The world of watches launched through crowdfunding by microbrands can be as murky as it is surprising. At MONOCHROME, we always tread carefully when crowdfunding projects are concerned. Every now and then, though, a project comes along that appeals to us in a certain way and looks quite promising. Last year we reviewed the surprising Mitch Mason Chronicle collection, the brand’s first-ever range of watches. Now, about a year later, Mitch Mason is ready to launch the next collection, and it is a rather compelling dive watch! We had the chance to go hands-on with a Mitch Mason Maelstrom prototype, and this is what we found.
The Chronicle really surprised us last year with its fresh, unexpected take on the concept of a field watch. The watch’s unconventionally shaped case, combined with nicely executed details, just clicked somehow. It offered great value for money with a nice design and a standout identity. Now that the second collection is about to be released, again through a Kickstarter campaign, we take a closer look at the brand’s first dive watch, the Maelstrom.
A Maelstrom is a natural phenomenon occurring in large open waters, mainly oceans. It is basically a very powerful whirlpool, where water rotates due to opposing currents or a current running into an obstacle. Comparable to when you drain your kitchen sink, only much, MUCH bigger and stronger. Some Maelstroms can be strong enough to disrupt and swallow small vessels, but incidents are rare. So basically, Maelstrom is a perfectly sensible name for a dive watch, isn’t it?
The Maelstrom is Mitch Mason’s take on diving watches and comes in a 40mm wide stainless steel case and a choice of four dial colours. We had the Ocean Grey variant, but there’s also a Steel Blue, Aphotic Black, or Marimo Green available at launch. Other dimensions for the case are a 12mm height, 47mm lug-to-lug and 20mm lug width. The Maelstrom features an inner rotating bezel operated by unscrewing the secondary crown at 2 o’clock. The inner bezel is sloped and visually bridges the space between dial and bezel/crystal. The bezel has a luminous triangle, accompanied by luminous indexes and numerals, and is finished with circular brushing.
The dial of all four models is finished with sunburst brushing. On the outside edge is a minute track, here in light blue, accompanied by four “Mitch Mason” style hour markers at 3, 6, 9, and 12, carried over from the Chronicle. The remaining hour markers extend from this minute track into the centre section of the dial. Additional cut-out digits backlit with the luminous lower dial at 3, 9, and 12 o’clock are interchanged with double-digit minute numerals. The signature Mitch Mason set of hands is coated with a good amount of luminous material.
As a prototype, some changes are expected before the final launch on Kickstarter. Changes include a slightly shortened hour hand, upgraded luminous coating, and some touch-ups on the caseback. At the bottom is a date window, and to be honest, this is the only downside I could find. For single-digit dates, there’s no issue, but for days numbered from 10 and upwards, the window, and thus the digits, get a little small and can’t always be read at a glance.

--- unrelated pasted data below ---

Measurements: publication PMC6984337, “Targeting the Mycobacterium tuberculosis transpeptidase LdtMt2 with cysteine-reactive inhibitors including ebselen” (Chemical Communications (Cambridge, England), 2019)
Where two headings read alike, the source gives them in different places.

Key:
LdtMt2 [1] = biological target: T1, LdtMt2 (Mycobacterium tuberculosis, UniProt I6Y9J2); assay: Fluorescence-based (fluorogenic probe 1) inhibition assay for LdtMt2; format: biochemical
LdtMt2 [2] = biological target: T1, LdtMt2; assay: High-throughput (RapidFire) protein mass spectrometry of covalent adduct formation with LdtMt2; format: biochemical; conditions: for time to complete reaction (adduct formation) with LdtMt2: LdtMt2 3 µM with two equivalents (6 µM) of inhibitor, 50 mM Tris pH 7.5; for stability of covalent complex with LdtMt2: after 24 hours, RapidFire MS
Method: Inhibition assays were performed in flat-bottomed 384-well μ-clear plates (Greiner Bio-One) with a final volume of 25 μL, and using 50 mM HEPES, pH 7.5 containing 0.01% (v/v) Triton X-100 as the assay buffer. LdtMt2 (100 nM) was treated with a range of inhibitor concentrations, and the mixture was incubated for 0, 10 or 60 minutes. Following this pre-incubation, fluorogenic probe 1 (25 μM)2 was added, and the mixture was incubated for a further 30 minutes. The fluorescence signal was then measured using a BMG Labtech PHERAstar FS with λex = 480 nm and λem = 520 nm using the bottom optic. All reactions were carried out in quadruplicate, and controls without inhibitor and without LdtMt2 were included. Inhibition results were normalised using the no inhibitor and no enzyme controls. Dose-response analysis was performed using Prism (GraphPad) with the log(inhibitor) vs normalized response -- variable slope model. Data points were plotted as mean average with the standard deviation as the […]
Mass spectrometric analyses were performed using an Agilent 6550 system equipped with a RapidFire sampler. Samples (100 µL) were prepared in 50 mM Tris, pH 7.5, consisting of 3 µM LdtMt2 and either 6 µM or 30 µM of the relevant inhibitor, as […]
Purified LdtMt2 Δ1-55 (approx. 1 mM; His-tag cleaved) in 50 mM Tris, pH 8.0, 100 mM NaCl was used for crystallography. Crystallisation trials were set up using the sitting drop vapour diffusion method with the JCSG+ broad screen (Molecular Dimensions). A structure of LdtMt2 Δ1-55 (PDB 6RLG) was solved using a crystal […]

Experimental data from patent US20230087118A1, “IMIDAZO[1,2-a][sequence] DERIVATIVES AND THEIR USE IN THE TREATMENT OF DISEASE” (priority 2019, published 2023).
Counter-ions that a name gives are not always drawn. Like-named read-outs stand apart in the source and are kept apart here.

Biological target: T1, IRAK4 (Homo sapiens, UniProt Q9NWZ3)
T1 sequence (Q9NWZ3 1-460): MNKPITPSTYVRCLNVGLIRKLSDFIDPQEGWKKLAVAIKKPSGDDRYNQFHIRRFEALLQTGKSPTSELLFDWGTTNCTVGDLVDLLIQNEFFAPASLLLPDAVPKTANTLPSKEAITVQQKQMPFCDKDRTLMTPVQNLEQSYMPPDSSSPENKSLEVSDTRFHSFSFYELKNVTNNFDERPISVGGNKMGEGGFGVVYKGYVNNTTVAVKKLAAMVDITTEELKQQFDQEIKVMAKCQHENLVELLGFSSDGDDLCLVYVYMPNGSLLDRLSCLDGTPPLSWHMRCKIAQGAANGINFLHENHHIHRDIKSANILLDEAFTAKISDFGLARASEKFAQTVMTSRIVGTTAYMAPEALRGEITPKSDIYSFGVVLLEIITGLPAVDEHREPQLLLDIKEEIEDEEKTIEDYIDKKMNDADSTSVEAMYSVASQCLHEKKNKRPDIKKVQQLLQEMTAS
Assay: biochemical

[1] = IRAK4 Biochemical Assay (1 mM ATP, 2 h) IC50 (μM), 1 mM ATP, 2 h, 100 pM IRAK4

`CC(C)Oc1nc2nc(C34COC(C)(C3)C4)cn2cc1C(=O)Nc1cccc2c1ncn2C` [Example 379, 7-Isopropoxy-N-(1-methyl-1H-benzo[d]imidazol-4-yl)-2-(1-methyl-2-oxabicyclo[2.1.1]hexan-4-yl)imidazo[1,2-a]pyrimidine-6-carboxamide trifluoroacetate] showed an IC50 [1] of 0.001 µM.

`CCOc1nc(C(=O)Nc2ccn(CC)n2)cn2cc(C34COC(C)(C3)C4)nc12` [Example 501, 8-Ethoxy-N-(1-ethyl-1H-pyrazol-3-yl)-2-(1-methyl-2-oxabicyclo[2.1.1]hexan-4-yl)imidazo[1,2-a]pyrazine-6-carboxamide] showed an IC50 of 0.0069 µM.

Powering the Mitch Mason Maelstrom is a Miyota 9015 automatic movement. Some people might argue it is inferior to a basic Swiss counterpart, but by now, it has proved its reliability. Selecting a Miyota 9015 for this makes good sense to me as it is a more than adequate movement and keeps prices acceptable. The movement runs at a frequency of 28,800vph and stores up to 42 hours of power when fully wound. The movement is hidden under a highly detailed 3D image of a whale, a fitting image on a dive watch. Water-resistance is, partly as a result of the solid caseback, of course, a good 300 metres.
The Mitch Mason Maelstrom comes on a solid steel bracelet with H-shaped links and a robust folding clasp. An integrated quick-change system allows you to exchange it for a leather or rubber strap easily. Even with straps lacking quick-release pushpins, changing the look is a breeze, thanks to the drilled lugs. With the 20mm wide bracelet at the lugs that tapers to 16mm at the buckle, it keeps the dimensions modest and the comfort very good. It all feels very solid and well built, even with this prototype model.
The Mitch Mason Maelstrom is launching on 1 October 2021 through Kickstarter. All four colours will be available during the campaign and after. During the campaign, prices start at USD 449, with the full retail price set at USD 599. The watch comes in a leather watch roll with space for a second and third watch or additional straps and a zipped pocket for a strap tool or polishing cloth.
At this price, you are getting a pretty complete package for your money, even with perhaps one or two details that could have been slightly better. The 300m water-resistance is very good, and the design is pleasant with original details creating its own identity, especially next to the Chronicle.
Note: The watch pictured is a prototype watch with some details that will be retouched before the final release.